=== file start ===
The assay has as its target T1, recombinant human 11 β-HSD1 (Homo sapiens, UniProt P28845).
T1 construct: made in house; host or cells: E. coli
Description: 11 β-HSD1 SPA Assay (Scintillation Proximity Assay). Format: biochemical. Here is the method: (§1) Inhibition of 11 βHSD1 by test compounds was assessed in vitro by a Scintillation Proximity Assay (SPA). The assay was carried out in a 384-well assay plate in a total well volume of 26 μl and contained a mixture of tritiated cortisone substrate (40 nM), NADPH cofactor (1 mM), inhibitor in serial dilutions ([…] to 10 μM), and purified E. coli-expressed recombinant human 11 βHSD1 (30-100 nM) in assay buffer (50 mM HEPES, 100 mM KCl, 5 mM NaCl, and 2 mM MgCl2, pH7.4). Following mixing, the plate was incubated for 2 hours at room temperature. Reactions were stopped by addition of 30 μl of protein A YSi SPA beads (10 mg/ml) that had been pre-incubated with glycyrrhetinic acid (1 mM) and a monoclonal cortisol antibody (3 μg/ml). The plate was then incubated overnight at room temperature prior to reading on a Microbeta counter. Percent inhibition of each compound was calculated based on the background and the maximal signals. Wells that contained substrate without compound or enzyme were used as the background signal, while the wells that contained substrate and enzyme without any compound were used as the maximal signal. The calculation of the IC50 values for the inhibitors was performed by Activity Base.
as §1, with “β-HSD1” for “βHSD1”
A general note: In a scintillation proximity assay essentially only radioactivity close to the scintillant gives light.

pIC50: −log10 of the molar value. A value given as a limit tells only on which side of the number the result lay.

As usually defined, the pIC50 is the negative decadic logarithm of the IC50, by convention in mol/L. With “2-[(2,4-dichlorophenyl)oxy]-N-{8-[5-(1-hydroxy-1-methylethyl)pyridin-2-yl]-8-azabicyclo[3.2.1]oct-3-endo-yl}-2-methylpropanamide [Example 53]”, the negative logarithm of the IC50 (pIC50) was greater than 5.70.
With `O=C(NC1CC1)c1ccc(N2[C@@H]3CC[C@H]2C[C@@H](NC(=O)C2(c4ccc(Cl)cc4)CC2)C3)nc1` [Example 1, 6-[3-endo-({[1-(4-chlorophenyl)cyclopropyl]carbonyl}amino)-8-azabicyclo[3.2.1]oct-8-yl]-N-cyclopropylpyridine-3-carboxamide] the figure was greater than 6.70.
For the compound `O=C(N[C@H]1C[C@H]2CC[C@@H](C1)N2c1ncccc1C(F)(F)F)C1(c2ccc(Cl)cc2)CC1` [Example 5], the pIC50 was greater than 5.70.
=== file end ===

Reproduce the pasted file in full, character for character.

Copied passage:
The assay has as its target T1, recombinant human 11 β-HSD1 (Homo sapiens, UniProt P28845).
T1 construct: made in house; host or cells: E. coli
Description: 11 β-HSD1 SPA Assay (Scintillation Proximity Assay). Format: biochemical. Here is the method: (§1) Inhibition of 11 βHSD1 by test compounds was assessed in vitro by a Scintillation Proximity Assay (SPA). The assay was carried out in a 384-well assay plate in a total well volume of 26 μl and contained a mixture of tritiated cortisone substrate (40 nM), NADPH cofactor (1 mM), inhibitor in serial dilutions ([…] to 10 μM), and purified E. coli-expressed recombinant human 11 βHSD1 (30-100 nM) in assay buffer (50 mM HEPES, 100 mM KCl, 5 mM NaCl, and 2 mM MgCl2, pH7.4). Following mixing, the plate was incubated for 2 hours at room temperature. Reactions were stopped by addition of 30 μl of protein A YSi SPA beads (10 mg/ml) that had been pre-incubated with glycyrrhetinic acid (1 mM) and a monoclonal cortisol antibody (3 μg/ml). The plate was then incubated overnight at room temperature prior to reading on a Microbeta counter. Percent inhibition of each compound was calculated based on the background and the maximal signals. Wells that contained substrate without compound or enzyme were used as the background signal, while the wells that contained substrate and enzyme without any compound were used as the maximal signal. The calculation of the IC50 values for the inhibitors was performed by Activity Base.
as §1, with “β-HSD1” for “βHSD1”
A general note: In a scintillation proximity assay essentially only radioactivity close to the scintillant gives light.

pIC50: −log10 of the molar value. A value given as a limit tells only on which side of the number the result lay.

As usually defined, the pIC50 is the negative decadic logarithm of the IC50, by convention in mol/L. With “2-[(2,4-dichlorophenyl)oxy]-N-{8-[5-(1-hydroxy-1-methylethyl)pyridin-2-yl]-8-azabicyclo[3.2.1]oct-3-endo-yl}-2-methylpropanamide [Example 53]”, the negative logarithm of the IC50 (pIC50) was greater than 5.70.
With `O=C(NC1CC1)c1ccc(N2[C@@H]3CC[C@H]2C[C@@H](NC(=O)C2(c4ccc(Cl)cc4)CC2)C3)nc1` [Example 1, 6-[3-endo-({[1-(4-chlorophenyl)cyclopropyl]carbonyl}amino)-8-azabicyclo[3.2.1]oct-8-yl]-N-cyclopropylpyridine-3-carboxamide] the figure was greater than 6.70.
For the compound `O=C(N[C@H]1C[C@H]2CC[C@@H](C1)N2c1ncccc1C(F)(F)F)C1(c2ccc(Cl)cc2)CC1` [Example 5], the pIC50 was greater than 5.70.